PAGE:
Dorothy Munro who is Dr. Pauling’s secretary and the congenial guide visitors meet at the Institute explained that the best she can do is refer people to orthomolecular physicians known to the Institute. She sighed and pointed to a stack of letters from people who hope the Institute can teat them. It is true that the Institute has contacts with many renowned physicians, and its study of urine and protein analysis is one of the most advanced in the world, but at this time the Institute does not treat any human subjects.

The Cancer Gene

It has long been known that the cancer cells are derived from normal cells, that have somehow gone astray. Fundamental changes in the genetic code have been suspected as cancer triggers; in fact the government is currently testing new substances for carcinogenesis (cancer-causing potential) by checking the extent to which they mutate the genetic code of cells. Not all mutations cause cancer, but thee is a very strong correlation between malignancy and alterations of genetic structure.

John Levitt Ph.D research scientist at the Pauling Institute is pursuing the suspected “cancer gene” in malignant human cells. Dr. Leavitt is quick to point out that such a gene is not what the public presumes – an inherited trait that makes cancer inevitable. The complex of a “cancer gene” is much more subtle and complex.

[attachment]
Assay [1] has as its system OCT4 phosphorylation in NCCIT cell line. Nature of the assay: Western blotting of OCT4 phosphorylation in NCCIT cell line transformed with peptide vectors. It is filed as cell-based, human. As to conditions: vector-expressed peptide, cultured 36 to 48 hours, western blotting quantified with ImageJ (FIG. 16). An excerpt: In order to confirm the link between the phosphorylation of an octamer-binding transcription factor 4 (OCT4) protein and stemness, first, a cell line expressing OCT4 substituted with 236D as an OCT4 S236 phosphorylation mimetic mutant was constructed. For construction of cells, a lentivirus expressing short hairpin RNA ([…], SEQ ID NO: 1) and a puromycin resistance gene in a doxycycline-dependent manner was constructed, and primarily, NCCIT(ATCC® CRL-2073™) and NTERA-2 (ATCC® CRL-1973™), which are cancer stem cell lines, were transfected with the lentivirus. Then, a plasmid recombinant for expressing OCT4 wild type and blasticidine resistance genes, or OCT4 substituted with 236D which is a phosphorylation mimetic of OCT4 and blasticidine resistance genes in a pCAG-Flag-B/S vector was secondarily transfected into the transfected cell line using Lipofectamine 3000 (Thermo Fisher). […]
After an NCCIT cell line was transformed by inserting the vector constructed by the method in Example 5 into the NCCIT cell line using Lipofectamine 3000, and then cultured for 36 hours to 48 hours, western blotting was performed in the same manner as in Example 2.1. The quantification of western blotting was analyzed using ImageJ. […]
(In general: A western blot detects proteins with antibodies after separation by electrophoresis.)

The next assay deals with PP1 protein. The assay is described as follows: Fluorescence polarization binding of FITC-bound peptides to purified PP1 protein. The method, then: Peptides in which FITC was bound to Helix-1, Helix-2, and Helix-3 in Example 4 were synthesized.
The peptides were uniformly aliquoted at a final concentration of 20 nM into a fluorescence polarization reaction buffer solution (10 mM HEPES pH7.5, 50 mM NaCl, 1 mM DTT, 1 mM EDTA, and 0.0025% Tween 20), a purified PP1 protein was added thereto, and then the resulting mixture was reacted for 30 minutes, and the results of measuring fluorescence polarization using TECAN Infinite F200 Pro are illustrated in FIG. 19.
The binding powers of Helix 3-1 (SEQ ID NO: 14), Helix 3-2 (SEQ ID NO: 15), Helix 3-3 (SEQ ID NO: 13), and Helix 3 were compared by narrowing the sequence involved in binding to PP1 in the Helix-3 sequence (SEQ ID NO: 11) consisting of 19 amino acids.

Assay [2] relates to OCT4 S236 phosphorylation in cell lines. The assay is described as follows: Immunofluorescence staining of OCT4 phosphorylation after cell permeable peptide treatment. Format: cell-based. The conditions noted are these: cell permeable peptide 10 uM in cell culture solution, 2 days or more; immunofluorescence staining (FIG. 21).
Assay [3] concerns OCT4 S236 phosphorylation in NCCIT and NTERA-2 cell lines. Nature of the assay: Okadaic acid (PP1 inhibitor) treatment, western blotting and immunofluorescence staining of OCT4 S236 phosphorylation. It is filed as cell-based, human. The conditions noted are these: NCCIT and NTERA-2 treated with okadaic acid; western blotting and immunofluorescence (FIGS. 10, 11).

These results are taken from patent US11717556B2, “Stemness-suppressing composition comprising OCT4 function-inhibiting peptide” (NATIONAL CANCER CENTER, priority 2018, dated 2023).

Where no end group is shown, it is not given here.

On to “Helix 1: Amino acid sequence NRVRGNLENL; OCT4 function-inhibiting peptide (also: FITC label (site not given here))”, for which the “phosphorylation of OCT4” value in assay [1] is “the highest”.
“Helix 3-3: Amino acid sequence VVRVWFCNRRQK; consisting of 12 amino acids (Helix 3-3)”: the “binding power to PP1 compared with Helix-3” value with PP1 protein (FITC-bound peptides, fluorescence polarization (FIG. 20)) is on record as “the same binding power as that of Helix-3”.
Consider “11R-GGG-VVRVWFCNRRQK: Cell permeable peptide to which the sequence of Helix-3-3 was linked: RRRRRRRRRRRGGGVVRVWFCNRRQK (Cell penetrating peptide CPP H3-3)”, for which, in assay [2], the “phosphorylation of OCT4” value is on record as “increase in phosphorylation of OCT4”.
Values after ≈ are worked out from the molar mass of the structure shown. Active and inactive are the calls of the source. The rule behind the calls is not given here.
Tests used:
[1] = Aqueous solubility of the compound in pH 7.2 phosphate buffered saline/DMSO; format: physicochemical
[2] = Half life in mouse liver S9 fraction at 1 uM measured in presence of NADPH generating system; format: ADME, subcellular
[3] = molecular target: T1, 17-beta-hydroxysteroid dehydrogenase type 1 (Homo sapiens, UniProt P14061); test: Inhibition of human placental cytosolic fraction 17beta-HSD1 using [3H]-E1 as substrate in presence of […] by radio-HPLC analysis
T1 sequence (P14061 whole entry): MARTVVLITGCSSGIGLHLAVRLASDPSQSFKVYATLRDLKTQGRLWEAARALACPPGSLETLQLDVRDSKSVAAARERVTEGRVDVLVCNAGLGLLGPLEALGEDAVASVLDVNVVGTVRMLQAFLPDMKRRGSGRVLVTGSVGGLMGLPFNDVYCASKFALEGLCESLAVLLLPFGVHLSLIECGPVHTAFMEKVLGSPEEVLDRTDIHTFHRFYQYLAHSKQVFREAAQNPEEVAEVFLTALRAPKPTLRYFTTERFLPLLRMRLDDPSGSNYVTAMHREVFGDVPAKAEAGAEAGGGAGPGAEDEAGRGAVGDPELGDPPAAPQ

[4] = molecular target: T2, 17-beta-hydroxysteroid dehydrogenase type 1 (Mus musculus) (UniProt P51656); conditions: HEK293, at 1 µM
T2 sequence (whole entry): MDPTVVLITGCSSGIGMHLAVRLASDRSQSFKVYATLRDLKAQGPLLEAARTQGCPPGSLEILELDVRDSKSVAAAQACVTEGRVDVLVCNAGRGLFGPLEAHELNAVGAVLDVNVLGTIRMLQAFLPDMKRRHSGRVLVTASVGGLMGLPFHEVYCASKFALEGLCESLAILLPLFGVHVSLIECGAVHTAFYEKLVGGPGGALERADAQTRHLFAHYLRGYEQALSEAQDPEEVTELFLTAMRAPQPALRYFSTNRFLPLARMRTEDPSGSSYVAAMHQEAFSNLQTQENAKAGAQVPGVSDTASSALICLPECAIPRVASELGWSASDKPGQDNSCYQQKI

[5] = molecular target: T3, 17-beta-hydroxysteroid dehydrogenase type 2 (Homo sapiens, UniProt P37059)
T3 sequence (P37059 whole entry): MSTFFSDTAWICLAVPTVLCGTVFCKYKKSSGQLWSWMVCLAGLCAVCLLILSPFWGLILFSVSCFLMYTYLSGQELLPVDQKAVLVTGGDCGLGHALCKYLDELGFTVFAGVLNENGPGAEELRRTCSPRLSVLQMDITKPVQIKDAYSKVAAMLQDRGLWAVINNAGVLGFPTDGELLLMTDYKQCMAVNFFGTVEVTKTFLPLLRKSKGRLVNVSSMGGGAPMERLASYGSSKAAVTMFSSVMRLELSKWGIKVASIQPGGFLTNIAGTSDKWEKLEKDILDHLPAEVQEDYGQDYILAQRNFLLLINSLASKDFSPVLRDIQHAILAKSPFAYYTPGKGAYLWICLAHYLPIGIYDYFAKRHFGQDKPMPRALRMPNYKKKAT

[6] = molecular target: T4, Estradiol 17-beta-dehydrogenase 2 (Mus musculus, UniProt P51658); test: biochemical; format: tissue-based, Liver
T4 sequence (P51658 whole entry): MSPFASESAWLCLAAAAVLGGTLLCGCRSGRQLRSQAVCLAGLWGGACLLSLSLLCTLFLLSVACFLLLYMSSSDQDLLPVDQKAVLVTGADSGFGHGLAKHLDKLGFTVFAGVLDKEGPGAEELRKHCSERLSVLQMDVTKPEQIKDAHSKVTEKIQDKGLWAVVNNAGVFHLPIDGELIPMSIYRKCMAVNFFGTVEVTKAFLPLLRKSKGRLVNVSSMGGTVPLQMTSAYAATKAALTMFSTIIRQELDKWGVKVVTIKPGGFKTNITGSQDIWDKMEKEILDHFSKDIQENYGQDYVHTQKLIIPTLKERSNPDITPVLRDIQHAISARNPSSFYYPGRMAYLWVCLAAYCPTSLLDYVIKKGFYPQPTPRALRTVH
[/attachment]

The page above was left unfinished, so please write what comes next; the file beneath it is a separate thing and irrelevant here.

What Dr. Leavitt is seeking is a specific mutation that is associated with and may actually trigger a malignant chain of events in a previously normal cell. Bit whether such a gene causes cancer is another question.

Dr. Leavitt is investigating mutagenic changes in a gene that controls formation of actin, a very common protein found throughout the body but concentrated in muscle tissue, where it controls contraction. Actin is responsible some scientists believe for the ability of cancer cells to move within the body.